What are the common points between Pygmalion written by Bernard Shaw and Pygmalion the Greek myth? Why did Bernard Shaw choose Pygmalion as the title for his drama? What are the common points between the two Pygmalions?

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In the Greek myth that Shaw uses as the basis of his play, Pygmalion takes a block of marble and sculpts it into a beautiful statue of a woman. He falls in love with his work of art and prays that the statue be brought to life so that he...

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In the Greek myth that Shaw uses as the basis of his play, Pygmalion takes a block of marble and sculpts it into a beautiful statue of a woman. He falls in love with his work of art and prays that the statue be brought to life so that he can marry it. His prayer is granted.

Likewise, Henry Higgins takes an unformed block of matter (as he sees her) in the form of Eliza Doolittle, an uneducated Cockney, and transforms her through elocution lessons, new clothes, cleanliness, and lessons in manners and deportment into a lady. By the time he is through with her, she is, like Pygmalion's statue, transformed. She even convinces dukes and duchesses that she is well born.

Shaw used "Pygmalion" as his title because he understood that his middle- and upper-class audience would know the original story from Ovid. He knew, too, that to his audience it would seem as miraculous to transform a working-class London woman into a lady as it would to transform marble into flesh.

However, Pygmalion's point is to show that the differences between a lady and working-class girl are all superficial. While many people in Shaw's upper-class world thought the upper classes were born superior, Shaw shows it is nurture, not nature, that sets the classes apart. It takes not a miracle but just some clean clothes and education to transform a poor woman into a lady.

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In Ovid's Metamorphoses, the famous Greek legend, king Pygmalion, who was also a sculptor, carved a statue of his ideal woman and named it Galatea. The statue he created was so beautiful and perfect that he fell in love with it immediately. He prayed to Aphrodite (the Goddess of love), to bring the statue to life. Aphrodite granted his wish and then Pygmalion married Galatea.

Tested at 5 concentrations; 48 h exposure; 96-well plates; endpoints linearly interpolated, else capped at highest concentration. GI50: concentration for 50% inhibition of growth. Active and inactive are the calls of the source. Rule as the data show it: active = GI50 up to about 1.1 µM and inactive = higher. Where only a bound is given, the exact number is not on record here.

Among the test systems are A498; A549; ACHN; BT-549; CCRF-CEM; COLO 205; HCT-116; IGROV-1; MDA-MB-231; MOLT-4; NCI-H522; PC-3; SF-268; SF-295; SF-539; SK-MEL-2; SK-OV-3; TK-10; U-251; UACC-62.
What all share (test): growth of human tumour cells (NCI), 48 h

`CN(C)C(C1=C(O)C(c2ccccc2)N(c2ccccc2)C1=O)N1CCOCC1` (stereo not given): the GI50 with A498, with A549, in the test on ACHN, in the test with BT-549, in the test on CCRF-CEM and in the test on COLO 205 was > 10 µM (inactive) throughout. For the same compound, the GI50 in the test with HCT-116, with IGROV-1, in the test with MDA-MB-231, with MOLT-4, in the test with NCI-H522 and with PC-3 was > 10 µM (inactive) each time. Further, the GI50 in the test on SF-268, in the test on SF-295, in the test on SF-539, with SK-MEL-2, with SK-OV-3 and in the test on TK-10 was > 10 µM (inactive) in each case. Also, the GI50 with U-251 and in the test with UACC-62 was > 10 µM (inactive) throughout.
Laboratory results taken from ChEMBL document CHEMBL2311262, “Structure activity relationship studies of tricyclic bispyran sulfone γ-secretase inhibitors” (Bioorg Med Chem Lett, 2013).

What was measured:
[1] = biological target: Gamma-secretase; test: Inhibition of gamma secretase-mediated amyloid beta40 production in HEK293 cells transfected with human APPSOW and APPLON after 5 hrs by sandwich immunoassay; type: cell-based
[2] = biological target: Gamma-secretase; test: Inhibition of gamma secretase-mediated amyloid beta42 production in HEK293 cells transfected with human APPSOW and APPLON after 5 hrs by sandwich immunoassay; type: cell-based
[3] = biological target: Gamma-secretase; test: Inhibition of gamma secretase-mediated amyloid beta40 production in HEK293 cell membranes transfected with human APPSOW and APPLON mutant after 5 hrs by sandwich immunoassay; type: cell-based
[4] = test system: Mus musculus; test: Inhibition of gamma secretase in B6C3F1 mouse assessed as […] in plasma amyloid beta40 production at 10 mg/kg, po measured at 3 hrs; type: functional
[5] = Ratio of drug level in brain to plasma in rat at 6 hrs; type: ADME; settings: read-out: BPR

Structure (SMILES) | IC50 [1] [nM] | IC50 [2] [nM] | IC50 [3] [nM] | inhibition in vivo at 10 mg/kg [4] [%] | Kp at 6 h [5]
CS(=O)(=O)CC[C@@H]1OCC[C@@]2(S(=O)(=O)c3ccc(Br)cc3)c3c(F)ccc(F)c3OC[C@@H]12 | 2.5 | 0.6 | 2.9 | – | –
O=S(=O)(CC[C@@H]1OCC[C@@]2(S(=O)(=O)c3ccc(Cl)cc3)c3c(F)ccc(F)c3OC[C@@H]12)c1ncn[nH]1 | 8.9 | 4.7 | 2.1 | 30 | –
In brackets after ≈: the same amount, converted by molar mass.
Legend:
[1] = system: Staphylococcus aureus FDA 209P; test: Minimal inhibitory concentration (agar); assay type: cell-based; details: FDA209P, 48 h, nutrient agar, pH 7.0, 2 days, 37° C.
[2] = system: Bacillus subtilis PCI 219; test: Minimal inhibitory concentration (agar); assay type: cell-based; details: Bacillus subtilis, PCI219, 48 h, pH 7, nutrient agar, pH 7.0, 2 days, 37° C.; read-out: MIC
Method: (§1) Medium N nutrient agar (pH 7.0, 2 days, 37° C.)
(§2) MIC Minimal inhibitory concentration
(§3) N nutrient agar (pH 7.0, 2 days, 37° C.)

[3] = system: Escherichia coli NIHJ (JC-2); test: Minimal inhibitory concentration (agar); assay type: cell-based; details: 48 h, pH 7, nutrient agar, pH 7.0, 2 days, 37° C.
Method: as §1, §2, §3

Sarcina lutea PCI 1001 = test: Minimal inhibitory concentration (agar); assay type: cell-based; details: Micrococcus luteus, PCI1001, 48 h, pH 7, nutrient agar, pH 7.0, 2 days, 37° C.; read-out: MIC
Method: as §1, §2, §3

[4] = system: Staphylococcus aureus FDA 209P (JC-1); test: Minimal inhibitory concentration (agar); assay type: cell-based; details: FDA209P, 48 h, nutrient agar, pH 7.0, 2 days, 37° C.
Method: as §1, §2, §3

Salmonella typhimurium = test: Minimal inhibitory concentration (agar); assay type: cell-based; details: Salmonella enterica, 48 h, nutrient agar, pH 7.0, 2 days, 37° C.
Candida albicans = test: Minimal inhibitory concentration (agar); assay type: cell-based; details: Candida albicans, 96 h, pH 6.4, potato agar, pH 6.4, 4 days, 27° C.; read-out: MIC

In the Irish playwright George Bernard Shaw’s famous play Pygmalion (that hits a satire on British class system), the phonetics expert Henry Higgins takes challenge to make cockney speaking, flower girl Eliza Doolittle speak and behave like the elegant, upper class refined British women.

We see, George Bernard Shaw’s play Pygmalion is loosely inspired from this Greek legend in several ways apart from the common title. There is a clear parallel between Greek legend Pygmalion and Professor Higgins (who have a similar outlook for women). Pygmalion never found a woman worthy enough for his love. Higgins notion of women is somewhat similar. His worth for Eliza is as simplistic as an experimental object. We can say just like Pygmalion created a wonderful piece of art (that even got life) from something as wasteful, ugly and lifeless as a stone, Higgins creates an elegant, refined lady from a lower-class, slum girl. In fact, he treats Eliza as his creation also.

Further to it, as an audience we sometimes strongly believe, contrary to Shaw, that Higgins and Eliza should have had met in the end, just like Pygmalion and Galatea get married, though we see this doesn’t happen in the play.

 

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